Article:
American depositary receipts of Canon Inc. (7751), a Japanese camera maker that gets 31 percent of its sales in Europe, slid 0.3 percent from the closing share price in Tokyo. ADRs of Sony Corp. (6758), Japan’s No. 1 exporter of consumer electronics, lost 0.6 percent after bellwether Dell Inc. forecast first-quarter revenue that missed analysts’ estimates, citing lackluster demand for personal computers and competition from Apple Inc. Medusa Mining Ltd., an Australian gold explorer, fell 3.6 percent in Sydney after reporting first-half profit slumped.
Futures on Japan’s Nikkei 225 Stock Average (NKY) expiring in March closed at 9,480 in Chicago yesterday, compared with 9,490 in Osaka, Japan. They were bid in the pre-market at 9,470 in Osaka at 8:05 a.m. local time. Australia’s S&P/ASX 200 Index (CRY) slipped 0.2 percent today. New Zealand’s NZX 50 Index fell 0.5 percent in Wellington.
“Even though Greece got the latest bailout, there are still a lot of hurdles to face,” said Shane Oliver, Sydney- based head of investment strategy at AMP Capital Investors Ltd., which has almost $100 billion under management. “The main driver for strength in recent times has been monetary easing around the globe or good economic data, and last night was pretty quiet on that front.”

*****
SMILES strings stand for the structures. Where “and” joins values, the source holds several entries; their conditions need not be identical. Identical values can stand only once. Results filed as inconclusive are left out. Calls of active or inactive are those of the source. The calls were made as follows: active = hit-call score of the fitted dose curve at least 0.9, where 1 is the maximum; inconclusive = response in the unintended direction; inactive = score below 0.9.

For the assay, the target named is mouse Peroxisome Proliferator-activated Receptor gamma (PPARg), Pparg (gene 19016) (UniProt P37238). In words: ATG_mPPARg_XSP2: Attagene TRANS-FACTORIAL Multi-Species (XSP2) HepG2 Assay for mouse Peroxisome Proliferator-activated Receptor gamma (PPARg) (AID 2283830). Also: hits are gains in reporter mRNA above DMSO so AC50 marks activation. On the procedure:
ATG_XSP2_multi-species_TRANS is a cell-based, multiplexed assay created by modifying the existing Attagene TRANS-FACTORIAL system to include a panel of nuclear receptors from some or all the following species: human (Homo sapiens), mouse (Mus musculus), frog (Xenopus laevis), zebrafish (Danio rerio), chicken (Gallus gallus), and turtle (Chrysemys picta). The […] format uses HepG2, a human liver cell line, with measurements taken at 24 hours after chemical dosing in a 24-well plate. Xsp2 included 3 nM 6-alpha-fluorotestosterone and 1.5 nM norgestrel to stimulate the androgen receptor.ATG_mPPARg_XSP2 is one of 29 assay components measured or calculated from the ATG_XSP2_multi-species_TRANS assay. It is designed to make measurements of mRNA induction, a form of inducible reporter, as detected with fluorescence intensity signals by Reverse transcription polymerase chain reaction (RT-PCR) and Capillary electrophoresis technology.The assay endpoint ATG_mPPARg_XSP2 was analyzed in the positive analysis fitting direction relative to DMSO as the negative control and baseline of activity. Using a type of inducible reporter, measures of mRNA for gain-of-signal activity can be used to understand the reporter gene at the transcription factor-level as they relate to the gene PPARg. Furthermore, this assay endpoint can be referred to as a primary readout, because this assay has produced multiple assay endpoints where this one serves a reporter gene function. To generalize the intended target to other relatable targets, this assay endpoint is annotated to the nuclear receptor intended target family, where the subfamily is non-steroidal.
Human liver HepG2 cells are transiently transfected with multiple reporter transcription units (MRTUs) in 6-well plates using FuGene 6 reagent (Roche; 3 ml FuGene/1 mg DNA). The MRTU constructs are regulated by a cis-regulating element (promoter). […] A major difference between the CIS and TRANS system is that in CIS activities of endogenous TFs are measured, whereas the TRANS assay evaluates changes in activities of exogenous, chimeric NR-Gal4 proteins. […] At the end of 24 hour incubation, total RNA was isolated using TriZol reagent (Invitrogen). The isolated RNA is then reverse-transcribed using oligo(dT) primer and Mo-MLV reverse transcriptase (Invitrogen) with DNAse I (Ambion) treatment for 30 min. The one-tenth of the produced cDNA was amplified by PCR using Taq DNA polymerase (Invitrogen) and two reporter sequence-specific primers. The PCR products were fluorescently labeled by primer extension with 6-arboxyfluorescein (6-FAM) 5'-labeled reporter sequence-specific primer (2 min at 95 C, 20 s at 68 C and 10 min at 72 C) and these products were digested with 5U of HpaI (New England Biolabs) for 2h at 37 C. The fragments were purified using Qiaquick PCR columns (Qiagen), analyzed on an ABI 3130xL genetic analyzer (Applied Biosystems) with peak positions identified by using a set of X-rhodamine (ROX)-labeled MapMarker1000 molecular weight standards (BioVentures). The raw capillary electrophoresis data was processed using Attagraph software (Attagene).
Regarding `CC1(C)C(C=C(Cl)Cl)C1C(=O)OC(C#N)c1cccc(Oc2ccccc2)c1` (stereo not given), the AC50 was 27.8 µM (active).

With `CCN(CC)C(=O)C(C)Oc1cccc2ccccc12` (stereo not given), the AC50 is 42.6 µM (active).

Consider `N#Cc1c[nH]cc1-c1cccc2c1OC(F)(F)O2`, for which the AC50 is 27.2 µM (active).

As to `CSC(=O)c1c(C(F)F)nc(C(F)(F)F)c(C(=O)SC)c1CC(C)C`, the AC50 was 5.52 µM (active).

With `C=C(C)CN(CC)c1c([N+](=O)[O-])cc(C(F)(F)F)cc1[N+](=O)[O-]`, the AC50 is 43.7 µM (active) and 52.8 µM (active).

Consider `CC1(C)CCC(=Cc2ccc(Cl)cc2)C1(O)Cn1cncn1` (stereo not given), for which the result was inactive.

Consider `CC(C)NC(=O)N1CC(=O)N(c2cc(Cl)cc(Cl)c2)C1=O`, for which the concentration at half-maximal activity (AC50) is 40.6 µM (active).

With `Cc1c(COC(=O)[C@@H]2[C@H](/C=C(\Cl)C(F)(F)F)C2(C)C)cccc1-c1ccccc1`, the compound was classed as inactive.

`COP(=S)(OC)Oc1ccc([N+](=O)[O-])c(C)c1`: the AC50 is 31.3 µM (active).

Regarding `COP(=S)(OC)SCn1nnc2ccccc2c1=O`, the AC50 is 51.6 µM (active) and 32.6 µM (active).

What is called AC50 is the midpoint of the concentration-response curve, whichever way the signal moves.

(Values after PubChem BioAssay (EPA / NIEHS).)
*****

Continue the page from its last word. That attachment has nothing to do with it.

Futures on the Standard & Poor’s 500 Index (SPXL1) were little changed today. The index added less than 0.1 percent in New York yesterday, when European finance ministers approved a 130 billion euro ($172 billion) bailout for Greece to avoid a March bankruptcy. Even with investors and central bankers chipping in to relieve the debt burden, economists from Citigroup Inc. to Commerzbank AG concluded Greece may again fail to deliver amid a fifth year of recession, looming elections and social unrest.
The MSCI Asia Pacific Index (MXAP) gained 12 percent this year through yesterday, compared with an 8.3 percent advance by the S&P 500 and a 9.1 percent increase by the Stoxx Europe 600 Index. Stocks in the Asian benchmark are valued at 14.7 times estimated earnings on average, compared with 13.1 times for the S&P 500 and 11.1 times for the Stoxx 600.
Chinese equities traded in the U.S. slipped the most in two weeks on speculation a second reduction in banks’ reserve requirements in two months won’t be enough to bolster credit in the world’s second-largest economy. The Bloomberg China-US 55 Index of the most-traded Chinese stocks in the U.S. sank 2 percent to 106.66 yesterday in New York, the biggest drop since Feb. 6.
Crude oil for March delivery gained 2.5 percent to $105.84 a barrel on the New York Mercantile Exchange, the highest settlement since May 4. The Thomson Reuters/Jefferies CRB Index (CRY) of raw materials added 1.6 percent yesterday.
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